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Your body probably doesn’t ‘detox’ when you change deodorants.

April 17, 2019

As a scientist I read a lot of things that make me squirm. As a fellow human with all of my non-scientific biases, preferences and illogicalness I can see where these pearls of wisdom come from, their basis or origin. However, I still can’t quite get past the non-science of it all and often that leaves me feeling a bit bleugh.  Here is another example of that.


So, deodorant formulating has become something of a thing over the last few years as people try to solve today’s problems (over-use of plastic, chemical-phobia, anti-corporate bullshit) using home-made recipes to stop the stench.  This is all well and good, especially given that the deodorants market was pretty boring for a long time there but it starts to wrinkle up my face in ‘oh no, but why?’ when I see things like this written as if it were fact:

“your body goes through a natural ‘detox’ when you change from aluminium deodorant to a natural one”.

This, my friends, is most likely a stinking crock of shit.

I think the best way for me to walk through this is how I walk through any problem in my own brain and that is to break it down, piece by piece.  Here are the pieces:

Aluminium,  Natural Deodorant, Detox, Sweat Stench.

Now I’m famous for taking 12 words to say what most others say in 2 but today I’m going to just cut to the chase and get on with it (hooray).  There is much research to do to fill in the gaps and I’ll point that out but in the meantime here’s what these things mean (background) followed by my hypothesis (best guess at what is going on) and a rationale for how to attempt to answer that.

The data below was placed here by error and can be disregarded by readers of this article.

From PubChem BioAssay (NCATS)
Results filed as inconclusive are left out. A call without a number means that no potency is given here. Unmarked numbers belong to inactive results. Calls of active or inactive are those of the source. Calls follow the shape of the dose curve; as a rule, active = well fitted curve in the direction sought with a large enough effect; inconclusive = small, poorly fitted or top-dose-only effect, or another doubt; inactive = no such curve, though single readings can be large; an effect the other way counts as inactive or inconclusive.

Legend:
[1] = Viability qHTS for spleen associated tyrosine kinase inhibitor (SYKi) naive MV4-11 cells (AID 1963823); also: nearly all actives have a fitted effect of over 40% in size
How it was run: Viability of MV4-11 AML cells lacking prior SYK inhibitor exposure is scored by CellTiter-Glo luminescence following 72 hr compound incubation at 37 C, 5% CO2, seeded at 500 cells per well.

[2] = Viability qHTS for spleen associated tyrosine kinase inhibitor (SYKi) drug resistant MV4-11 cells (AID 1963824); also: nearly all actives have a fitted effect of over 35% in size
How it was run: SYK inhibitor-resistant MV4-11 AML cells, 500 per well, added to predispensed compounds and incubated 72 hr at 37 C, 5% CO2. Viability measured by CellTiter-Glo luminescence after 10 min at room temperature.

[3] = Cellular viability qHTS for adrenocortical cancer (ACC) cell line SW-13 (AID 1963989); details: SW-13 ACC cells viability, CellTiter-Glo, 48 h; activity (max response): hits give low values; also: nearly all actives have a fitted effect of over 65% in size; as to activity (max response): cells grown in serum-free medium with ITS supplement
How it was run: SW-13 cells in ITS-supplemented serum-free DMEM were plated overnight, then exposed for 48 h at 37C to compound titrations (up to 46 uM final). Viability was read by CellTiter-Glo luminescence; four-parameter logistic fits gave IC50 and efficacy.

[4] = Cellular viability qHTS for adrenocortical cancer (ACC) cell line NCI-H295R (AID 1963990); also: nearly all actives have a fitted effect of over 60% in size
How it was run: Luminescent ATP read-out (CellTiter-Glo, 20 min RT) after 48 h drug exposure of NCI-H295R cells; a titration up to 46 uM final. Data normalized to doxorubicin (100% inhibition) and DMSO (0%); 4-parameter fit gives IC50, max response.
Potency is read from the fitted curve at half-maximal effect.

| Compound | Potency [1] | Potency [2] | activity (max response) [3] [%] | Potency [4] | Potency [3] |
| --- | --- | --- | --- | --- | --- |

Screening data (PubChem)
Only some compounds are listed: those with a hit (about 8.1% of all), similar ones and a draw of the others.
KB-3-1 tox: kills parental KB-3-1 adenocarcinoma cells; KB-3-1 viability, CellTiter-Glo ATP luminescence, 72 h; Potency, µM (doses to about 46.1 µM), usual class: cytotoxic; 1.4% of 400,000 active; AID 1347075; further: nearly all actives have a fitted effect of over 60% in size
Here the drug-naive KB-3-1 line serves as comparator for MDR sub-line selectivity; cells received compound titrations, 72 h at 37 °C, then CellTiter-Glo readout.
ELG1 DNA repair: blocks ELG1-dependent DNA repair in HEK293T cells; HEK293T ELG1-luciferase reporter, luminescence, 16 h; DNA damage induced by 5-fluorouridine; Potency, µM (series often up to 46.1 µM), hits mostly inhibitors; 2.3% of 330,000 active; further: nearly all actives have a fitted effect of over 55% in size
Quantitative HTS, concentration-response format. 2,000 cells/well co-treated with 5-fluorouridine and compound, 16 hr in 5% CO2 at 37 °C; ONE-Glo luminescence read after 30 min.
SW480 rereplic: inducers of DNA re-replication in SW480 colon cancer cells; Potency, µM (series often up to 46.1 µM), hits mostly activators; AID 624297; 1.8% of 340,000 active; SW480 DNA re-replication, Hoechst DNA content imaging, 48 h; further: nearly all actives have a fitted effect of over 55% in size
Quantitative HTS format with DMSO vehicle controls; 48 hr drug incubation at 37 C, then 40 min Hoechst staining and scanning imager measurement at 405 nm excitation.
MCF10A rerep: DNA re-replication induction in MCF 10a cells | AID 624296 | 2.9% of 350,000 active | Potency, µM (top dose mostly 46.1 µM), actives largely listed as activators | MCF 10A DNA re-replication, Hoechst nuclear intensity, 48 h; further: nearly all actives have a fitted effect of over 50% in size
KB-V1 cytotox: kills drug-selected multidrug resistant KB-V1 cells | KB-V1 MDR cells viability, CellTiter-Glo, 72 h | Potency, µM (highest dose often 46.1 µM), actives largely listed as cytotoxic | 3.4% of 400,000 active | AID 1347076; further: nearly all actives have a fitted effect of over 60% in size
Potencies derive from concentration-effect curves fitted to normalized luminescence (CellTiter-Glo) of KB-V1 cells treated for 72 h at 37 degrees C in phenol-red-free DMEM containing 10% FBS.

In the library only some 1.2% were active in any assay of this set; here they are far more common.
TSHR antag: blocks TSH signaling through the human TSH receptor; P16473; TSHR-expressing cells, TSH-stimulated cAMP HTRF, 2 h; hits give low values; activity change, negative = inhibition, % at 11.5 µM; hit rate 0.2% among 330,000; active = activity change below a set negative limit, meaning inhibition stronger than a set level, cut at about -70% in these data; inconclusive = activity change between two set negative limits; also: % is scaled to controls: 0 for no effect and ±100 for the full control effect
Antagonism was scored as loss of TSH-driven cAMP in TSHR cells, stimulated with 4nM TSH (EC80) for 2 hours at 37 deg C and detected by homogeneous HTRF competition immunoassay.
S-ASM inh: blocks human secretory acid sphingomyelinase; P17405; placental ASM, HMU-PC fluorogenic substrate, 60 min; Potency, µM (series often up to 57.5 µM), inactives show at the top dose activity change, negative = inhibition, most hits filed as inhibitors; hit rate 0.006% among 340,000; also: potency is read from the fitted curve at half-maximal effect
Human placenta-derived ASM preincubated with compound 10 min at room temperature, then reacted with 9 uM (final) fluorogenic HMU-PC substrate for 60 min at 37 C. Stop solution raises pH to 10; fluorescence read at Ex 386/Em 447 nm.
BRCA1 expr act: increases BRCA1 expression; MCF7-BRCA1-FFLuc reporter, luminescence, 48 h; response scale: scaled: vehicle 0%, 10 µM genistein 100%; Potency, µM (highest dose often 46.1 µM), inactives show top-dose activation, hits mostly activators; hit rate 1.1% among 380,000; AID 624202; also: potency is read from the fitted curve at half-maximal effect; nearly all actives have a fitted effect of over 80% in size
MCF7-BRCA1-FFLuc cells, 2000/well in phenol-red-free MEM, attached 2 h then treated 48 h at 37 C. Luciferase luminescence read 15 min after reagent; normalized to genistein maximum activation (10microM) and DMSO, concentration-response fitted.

So first to the definitions:

Aluminium and its link to detoxing.


Aluminium salts are used to plug the sweat glands temporarily so they don’t leak.  As such, aluminium ‘deodorants’ are actually called ‘antiperspirants’ as they stop (or are anti) perspiration.   Deodorants don’t stop perspiration, they typically focus on either covering up the bad odour with a good one (spray perfume types for example) or killing or preventing the growth of the bacteria that cause the smell.

Aluminium salt-based antiperspirants of the type that we recognise in the western world have been available on the market since the early 1900’s.   Everdry was apparently the first patented antiperspirants in 1903. However, I found this box which states the company had been active since 1910 so maybe the product first became available around then).  However, white westerners with a penchant for marketing didn’t invent this (sorry, not sorry).  This paper outlines science that was known by people all along the spice trail and there are similar stories in the Americas too.  Aluminium Salts were part of our collective human personal care cabinet before we even had one.


Nature gives us aluminium salts which we can put ON our bodies to deodorize them.

Science took those aluminium salts and found a way to make them sit into our sweat glands to temporarily plug them.

The take-home for me here is the aluminium salts have been interacting with our human bodies since forever, are part of many indigenous medical traditions and are, therefore, a logical ingredient for this purpose.

Cancer or Alzheimer’s risk of Aluminium deodorants.

I feel obliged to bring this up as people do still think that aluminium causes either or both of the above but there is currently no evidence for this.